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Interview with Karen Andrews, Creativity Coach



How long have you been a Coach for Creative People?

I’ve been in a training for 2 yrs, am close to certification. But for about 20 years I’ve been guiding, facilitating, mediating, leading NVC groups, teaching various methods and have often worked with highly creative individuals and groups.




How did you become an expert at Creativity?

I was always fascinated by the creative process – what artists see, how they think, how they translate their inner landscape to the page, whether in paint or in words or another medium.

My  major was Art History at Oberlin College in the 70’s and it was very strong in contemporary art.

RIght after college, after looking at so much art, I picked up a camera and became a photographer for a few years.

Later, I wanted to learn how to paint, so I took up watercolor, which is my main creative outlet at present.

For ten years, I was involved in creating and managing an art studio complex where we rented space to artists, photographers, dancers and musicians. I got to interact and play with many different kinds of artists and learned about their way of working first-hand.

I am now a working, struggling artist myself, and have been producing, presenting and selling my work for several decades. In addition to all the outer work, I've grappled with my own gremlins, fear, shame, inadequacies internally.  I became sort of a “process queen”  for my own sanity and growth.  I studied and practiced (and eventually shared and taught and led) many super powerful techniques for getting a handle on scattered energies, fear, anxiety (all different varieties) procrastination and the creative process itself.  I tend to be a very self-observant person and live in process. I've had to live with depression, chemical sensitivities and other interpersonal sensitivities. A recent theory calls us "Orchid  people", those who are blessed (or cursed) with extra sensitivities.  I needed to develop a large toolkit for navigating the world.

   I am particularly interested in how people, once they clear their distressed thinking and break out of their constrained beliefs, they can change their lives and maybe even change the world!

  Helping unleash creativity wherever it is bound fits in with  my deeper soul purpose to help us put our energies to positive good, collective well-being, more joy, more community and certainly more wonderful art.


Who are your clients?

  Mostly middle aged women, actually, but they could be men or they could be younger people just getting started in a creative field.  I work with visual artists,  writers, playwrights and directors, filmmakers, and creative business people.  I also have had clients, such as new empty nesters who always felt creative, but are not sure where to put their energies now.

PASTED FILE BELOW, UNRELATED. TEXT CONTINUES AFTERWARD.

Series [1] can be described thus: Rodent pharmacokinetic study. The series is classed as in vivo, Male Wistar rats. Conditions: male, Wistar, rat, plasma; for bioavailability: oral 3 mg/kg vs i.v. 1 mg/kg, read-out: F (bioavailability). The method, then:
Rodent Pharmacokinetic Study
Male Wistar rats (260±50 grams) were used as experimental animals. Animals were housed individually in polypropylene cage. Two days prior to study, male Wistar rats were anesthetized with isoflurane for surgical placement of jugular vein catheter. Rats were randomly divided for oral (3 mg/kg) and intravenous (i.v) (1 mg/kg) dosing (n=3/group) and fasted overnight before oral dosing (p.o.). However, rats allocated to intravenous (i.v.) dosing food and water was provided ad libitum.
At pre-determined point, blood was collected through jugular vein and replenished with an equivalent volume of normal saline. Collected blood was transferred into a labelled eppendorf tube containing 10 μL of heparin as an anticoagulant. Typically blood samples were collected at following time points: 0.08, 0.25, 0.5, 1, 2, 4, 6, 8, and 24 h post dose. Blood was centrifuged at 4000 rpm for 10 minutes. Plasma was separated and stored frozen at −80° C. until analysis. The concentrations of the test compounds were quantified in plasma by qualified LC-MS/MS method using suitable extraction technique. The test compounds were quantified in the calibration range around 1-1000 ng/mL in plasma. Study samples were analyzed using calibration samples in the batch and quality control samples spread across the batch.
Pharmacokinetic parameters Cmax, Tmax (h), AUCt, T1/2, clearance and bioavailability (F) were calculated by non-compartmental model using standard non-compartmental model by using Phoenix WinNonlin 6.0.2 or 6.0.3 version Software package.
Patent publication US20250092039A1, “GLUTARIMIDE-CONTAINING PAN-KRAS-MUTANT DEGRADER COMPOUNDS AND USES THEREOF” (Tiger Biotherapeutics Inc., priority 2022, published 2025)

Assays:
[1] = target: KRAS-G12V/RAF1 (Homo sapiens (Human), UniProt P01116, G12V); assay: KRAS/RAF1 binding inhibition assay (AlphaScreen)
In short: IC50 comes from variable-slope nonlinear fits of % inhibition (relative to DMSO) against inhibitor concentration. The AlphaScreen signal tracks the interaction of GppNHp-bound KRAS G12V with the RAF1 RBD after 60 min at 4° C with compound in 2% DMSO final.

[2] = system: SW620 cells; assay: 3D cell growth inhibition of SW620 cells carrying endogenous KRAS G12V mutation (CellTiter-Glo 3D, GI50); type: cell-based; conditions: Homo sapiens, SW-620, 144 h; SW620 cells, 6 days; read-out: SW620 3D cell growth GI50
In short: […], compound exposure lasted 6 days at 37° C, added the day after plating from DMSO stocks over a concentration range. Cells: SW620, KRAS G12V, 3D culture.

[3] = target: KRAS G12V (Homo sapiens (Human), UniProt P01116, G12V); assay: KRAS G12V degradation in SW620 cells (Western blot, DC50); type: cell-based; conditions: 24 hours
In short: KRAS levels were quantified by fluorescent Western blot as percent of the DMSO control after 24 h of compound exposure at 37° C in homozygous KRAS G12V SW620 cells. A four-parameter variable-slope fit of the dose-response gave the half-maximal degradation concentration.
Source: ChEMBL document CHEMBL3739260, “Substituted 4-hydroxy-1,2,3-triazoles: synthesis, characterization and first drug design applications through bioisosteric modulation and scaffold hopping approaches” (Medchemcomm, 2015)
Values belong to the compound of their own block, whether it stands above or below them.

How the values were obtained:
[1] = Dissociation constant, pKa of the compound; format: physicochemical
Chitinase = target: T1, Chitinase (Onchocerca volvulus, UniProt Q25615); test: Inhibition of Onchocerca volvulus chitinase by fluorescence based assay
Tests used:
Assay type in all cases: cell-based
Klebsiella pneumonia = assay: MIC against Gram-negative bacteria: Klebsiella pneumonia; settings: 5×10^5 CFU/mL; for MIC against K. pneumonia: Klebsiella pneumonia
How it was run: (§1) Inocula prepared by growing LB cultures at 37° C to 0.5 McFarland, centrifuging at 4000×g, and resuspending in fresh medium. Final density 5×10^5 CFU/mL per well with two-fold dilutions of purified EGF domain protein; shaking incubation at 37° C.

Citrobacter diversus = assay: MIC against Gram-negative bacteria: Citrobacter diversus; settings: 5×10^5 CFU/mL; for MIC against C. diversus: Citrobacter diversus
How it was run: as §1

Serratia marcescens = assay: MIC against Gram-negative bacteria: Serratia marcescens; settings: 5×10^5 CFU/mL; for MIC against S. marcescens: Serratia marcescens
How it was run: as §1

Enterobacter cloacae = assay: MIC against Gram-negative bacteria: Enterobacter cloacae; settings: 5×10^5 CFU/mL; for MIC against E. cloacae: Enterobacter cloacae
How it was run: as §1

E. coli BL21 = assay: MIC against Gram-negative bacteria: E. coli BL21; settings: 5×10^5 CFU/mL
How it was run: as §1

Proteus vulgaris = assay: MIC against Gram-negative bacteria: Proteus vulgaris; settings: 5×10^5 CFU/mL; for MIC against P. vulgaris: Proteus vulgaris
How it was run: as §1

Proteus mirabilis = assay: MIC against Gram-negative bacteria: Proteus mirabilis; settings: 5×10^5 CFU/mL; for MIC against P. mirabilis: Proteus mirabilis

How are you different from other life coaches?

 It isn't unlike life coaching for the artist, but it really is focused on getting free of whatever is in your way of finding your voice, doing your work day to day, and understanding how to work with your creative process.  Artists tend to live unusual lives, not a boiler plate existence. They don't just follow a road less traveled, they often have to build the road. They may live outside of the conventional economy and they have a lot of things working against them that have to be seen and put in perspective. Artists can be very vulnerable and childlike, and their struggles can mimic emotional illness. So coaching can seem a little like therapy at times, in that we might touch on emotional issues and their origins, but only to figure out how to use them as fuel, or how to get to work anyway. 


What kind of personality do you work with best?

 I think I can be most effective with people who are really ready to move to a different level, and have just had enough with how things have been going, the way things feel stuck and know that they are up against a wall. My clients know that they  have to do something different to get past this wall, so they are now open to something they might not have considered in the past, such as letting themselves be coached. So it isn't so much personality as the stage that they are at and their willingness and courage to change. But I also like to work with people who are extremely honest  -- with themselves and with me -- and who are able to self-reflect and self-observe.


 What kind of personality of client do you not work well with?

Well, people who are in the habit deluding themselves and who just want someone else to fix them can be tough for me.  I appreciate anyone who attempts to change anything in their life or personality, because it's hard, hard work. But I can't fight fixed patterns or "parts" of a person that just resist change at every stage.